‘It may be most apt to compare Bond to Gabriel García Márquez… Luminous.’ – The GuardianBuy the book
Anne Enright's The Green Road
In the pages of The Green Road, Man Booker-winning Anne Enright brings her considerable powers to bear on an audaciously dextrous dissection of the Madigan family, rooted by their County Clare background but wildly disparate in all else. Presided over by the uncompromising and self-centred Rosaleen, deftly-drawn slices of their respective lives lead to a climactic, Christmas-set homecoming where subtle familial battle-lines have long been drawn.
‘She is a rich, lyrical prose writer… beautifully searching and sad, shot through with difficult wisdom and with much tart comedy.’ – The New YorkerBuy the book
Lisa McInerney's The Glorious Heresies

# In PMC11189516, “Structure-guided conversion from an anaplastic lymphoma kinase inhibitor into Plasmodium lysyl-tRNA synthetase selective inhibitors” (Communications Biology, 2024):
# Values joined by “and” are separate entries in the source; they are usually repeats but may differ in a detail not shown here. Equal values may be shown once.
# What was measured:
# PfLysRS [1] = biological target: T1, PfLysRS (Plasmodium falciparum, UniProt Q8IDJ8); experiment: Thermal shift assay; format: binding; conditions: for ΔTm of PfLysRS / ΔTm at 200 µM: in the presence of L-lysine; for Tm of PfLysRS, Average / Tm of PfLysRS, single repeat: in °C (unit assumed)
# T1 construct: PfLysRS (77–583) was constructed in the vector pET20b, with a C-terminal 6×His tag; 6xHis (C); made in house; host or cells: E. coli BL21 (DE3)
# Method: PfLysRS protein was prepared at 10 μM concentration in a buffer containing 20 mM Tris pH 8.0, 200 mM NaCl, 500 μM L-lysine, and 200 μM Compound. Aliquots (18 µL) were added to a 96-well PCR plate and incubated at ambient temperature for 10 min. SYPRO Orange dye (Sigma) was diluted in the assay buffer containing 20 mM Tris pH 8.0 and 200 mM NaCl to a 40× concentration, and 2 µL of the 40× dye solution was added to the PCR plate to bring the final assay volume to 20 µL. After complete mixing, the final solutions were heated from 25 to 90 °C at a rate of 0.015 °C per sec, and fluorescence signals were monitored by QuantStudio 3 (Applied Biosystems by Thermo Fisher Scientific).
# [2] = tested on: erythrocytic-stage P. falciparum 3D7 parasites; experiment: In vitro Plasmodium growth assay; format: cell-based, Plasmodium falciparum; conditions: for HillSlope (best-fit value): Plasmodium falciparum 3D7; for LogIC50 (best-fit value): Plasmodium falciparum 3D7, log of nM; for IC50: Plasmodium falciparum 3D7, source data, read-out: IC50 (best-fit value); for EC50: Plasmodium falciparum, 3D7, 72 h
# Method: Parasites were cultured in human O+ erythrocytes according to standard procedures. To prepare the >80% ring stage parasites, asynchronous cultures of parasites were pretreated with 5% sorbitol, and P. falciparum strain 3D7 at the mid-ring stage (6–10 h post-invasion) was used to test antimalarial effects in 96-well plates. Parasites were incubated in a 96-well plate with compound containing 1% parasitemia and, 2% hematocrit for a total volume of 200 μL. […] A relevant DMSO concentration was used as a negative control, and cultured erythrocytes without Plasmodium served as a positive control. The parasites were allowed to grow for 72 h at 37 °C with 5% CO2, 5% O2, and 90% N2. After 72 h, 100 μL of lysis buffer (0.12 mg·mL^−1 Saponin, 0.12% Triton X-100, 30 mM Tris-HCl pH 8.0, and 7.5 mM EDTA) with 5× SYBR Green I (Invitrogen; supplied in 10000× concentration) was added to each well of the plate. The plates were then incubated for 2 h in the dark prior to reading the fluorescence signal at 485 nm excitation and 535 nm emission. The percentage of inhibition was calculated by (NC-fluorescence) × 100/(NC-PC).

Lisa McInerney’s resolutely uncompromising debut The Glorious Heresies pulls no punches in its depiction of a Cork unpicked by social malaise, gangster violence and the rot of church and state. An unintentional killing sets the stage for a cycle of ever-worsening chaos and sitting at its centre is the psychotic Jimmy Phelan and his long-lost – and now accidentally murderous – mother.
‘…a spectacular debut by Lisa McInerney… a head-spinning, stomach-churning state-of-the-nation novel about a nation falling apart.’ – The TelegraphBuy the book
Elizabeth McKenzie's The Portable Veblen
The Portable Veblen – Elizabeth McKenzie’s second novel – wears its eccentricities on its capable sleeve. Veblen (Norwegian translator, ‘experienced cheerer-upper’ and squirrel enthusiast) is on the cusp of marriage with brilliant neuroscientist Paul, but is their love strong enough to survive the combined seismic pressures of respective dysfunctional families, corporate greed and terminally-stretched morals?
‘A wild ride… rambunctious and sober, hilarious and morbid, [with] strong echoes of Joseph Heller and Kurt Vonnegut.’ - San Francisco ChronicleBuy the book
Hannah Rothschild's The Improbability